Learning how to let go
Recently in my yoga classes I seem to be downloading a lot in regard to grief.
Grieving is something I feel I have been doing a lot since becoming a mother. There’s so much you give up, so much you grow out of, so much that changes, it’s hard not to sometimes feel like the rapid change is swallowing you up whole. As new things arise, old things fall away. It’s just the way life works.
I love being a mother. I love it way more than I thought I would, despite the fact that it is unrelentingly hard. It also gives me insight into why my mother may have made some of the choices she did. I’m not at all saying I agree with some of those choices – in fact, I have had to simply let go of ever trying to understand everything, other than the fact that everyone does the best with what they’ve got and what they know at the time. Even that has taken practice.
Since my beautiful mother’s cognition has declined, my heart continues to break for her. Everytime it declines more, I realise that, actually, my heart is also breaking for me. While the grief that I went through in moving from maiden to mother was taking and continues to take place, what I have in exchange is the most wonderful little boy. He makes every ounce of pain worth it and the exchange is nothing I would ever change. I made a choice to fall pregnant, I made a choice to give everything up and I continue to choose to lean into the grief that comes with the choices I make of sometimes walking away from things that are less important than raising this incredible little human.
Nothing, however, prepared me for watching my beautiful mother deteriorate right in front of my eyes at a speed I could not keep up with. While my internal processing system is quite fast, it was simply not as fast as I would liked it to have been. There are so many questions I want to ask about her left-field and out-there, wild life. Questions I thought I had years to ask have simply been tossed in the ‘too late’ pile. While I was busy building businesses, travelling and having a family, I was losing time in a direction we thought we had plenty of time for. Time, it seems, stands still for no one.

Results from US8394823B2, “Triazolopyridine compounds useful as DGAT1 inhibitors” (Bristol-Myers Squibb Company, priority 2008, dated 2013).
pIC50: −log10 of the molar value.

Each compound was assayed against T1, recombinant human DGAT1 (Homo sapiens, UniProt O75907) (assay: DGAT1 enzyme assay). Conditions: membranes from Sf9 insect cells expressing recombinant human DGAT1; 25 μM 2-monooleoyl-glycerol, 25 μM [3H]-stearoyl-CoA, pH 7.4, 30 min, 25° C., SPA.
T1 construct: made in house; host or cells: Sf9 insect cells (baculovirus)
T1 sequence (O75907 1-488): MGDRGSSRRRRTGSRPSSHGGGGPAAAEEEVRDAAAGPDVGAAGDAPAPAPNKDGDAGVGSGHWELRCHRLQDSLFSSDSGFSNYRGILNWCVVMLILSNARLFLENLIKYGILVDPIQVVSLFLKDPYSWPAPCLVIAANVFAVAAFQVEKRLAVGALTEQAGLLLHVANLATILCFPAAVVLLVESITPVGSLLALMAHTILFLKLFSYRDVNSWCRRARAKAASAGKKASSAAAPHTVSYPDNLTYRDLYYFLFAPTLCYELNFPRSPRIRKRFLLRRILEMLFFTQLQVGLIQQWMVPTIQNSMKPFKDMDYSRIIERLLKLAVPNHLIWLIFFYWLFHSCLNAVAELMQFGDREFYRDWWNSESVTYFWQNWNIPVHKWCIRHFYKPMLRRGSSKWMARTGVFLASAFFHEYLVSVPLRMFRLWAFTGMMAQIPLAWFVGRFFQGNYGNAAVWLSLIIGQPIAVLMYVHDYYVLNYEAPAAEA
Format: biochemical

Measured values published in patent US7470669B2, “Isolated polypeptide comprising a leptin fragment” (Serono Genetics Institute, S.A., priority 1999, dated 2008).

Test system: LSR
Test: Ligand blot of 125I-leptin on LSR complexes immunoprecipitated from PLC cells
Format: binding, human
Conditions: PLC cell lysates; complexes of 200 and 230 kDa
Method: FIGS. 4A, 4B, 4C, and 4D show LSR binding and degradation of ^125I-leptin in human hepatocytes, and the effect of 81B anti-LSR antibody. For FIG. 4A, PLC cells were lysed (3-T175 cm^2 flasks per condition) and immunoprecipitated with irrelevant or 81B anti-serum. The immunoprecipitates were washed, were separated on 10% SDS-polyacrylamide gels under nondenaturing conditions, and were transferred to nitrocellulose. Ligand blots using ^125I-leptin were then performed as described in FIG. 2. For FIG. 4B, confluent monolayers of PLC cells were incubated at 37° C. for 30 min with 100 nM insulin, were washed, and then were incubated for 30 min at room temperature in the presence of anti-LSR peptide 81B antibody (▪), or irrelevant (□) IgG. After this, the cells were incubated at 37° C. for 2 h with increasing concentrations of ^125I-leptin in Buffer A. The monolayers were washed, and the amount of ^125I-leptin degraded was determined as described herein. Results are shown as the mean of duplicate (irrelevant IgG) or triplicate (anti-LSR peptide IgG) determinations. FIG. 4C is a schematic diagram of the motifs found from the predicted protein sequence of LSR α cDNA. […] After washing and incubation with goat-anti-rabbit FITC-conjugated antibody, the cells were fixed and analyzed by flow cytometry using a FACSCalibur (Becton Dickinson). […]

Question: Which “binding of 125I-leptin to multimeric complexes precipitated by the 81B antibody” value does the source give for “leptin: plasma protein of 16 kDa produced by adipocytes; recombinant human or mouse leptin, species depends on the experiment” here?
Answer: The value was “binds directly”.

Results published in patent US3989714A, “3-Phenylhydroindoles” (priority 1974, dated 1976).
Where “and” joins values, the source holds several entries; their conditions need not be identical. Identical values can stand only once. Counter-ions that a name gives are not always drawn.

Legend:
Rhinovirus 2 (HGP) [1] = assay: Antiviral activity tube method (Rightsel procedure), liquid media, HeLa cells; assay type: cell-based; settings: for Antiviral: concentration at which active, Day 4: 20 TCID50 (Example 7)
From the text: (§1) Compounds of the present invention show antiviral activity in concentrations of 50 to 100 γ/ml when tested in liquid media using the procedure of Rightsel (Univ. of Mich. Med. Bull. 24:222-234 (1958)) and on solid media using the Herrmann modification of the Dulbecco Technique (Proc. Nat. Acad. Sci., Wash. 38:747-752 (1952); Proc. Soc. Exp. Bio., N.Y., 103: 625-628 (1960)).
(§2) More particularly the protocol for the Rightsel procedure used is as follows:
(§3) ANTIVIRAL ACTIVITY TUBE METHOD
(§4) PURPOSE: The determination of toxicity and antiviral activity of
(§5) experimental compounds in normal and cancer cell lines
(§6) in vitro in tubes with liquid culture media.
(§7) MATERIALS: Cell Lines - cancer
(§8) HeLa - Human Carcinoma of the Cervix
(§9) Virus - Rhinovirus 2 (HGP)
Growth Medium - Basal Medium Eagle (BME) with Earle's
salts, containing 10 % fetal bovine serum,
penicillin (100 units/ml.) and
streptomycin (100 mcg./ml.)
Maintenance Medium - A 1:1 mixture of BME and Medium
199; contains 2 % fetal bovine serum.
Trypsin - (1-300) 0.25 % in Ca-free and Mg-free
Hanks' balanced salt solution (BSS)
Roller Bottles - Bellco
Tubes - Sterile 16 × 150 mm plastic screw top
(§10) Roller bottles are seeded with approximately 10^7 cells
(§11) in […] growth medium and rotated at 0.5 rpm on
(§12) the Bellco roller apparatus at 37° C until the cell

Last night while I was teaching, I was holding back tears. Tears from my own processing and grief, which has been downpouring for weeks. I am always holding back tears at the moment. And if I’m not holding them back, they are pouring across my face, while I care for my ever-breaking heart.
I’ve always been futuristic. Planning is a strong suit of mine, but this kind of future planning encompasses more pain than I sometimes think I can tolerate. It physically eats me up from the inside at all hours of everyday and I wake up every single morning with a wet pillow and black rings under my eyes.
So, I teach yoga and I talk about grief. Because it consumes me. I talk about the balance between holding on and letting go. Between effort and surrender. Between leaning into the pain but not setting up camp there. Because, fortunately and unfortunately, life goes on.
So, I’m teaching yoga and the tears are literally swelling under my eyes and I’m breathing in a way that holds them back, knowing that as soon as this class is over and I retreat to my car, I will fall apart. This will be the third time I have fallen apart today, but this time Nahlo is not there to witness it, so I will let it all out. During Savasana, tears streak my face as I talk about the limb of yoga Aparigraha and not being attached. I talk about leaning into pain because it’s part of the healing. I talk about the relationship between the dark and the light and how one cannot exist without the other.
The class finishes and one of my beautiful students asks me where I get my words from. I tell her that those specific words were downloaded from somewhere out there, up there. She starts to cry and tells me the most painful story.
Her 18 year old son went out for his first night ever 10 years ago. He was chased down and bashed to the point of never being able to walk or talk again. From that moment on this beautiful woman and her husband became his carers. It’s so fucked. I can’t even find my arms to give her a hug. I hold the space as she falls apart. I feel the pain and I hold it in. I hold it in because I’m already tipping into a flood of tears that encompass my own pain and I’m selfishly protecting my ego’s need to be solid in that moment. I know that if I reach out, I will fall apart and I will not be able to stop. I will wait until I am in the car. Until then, I listen to her story. My heart still breaks for this family.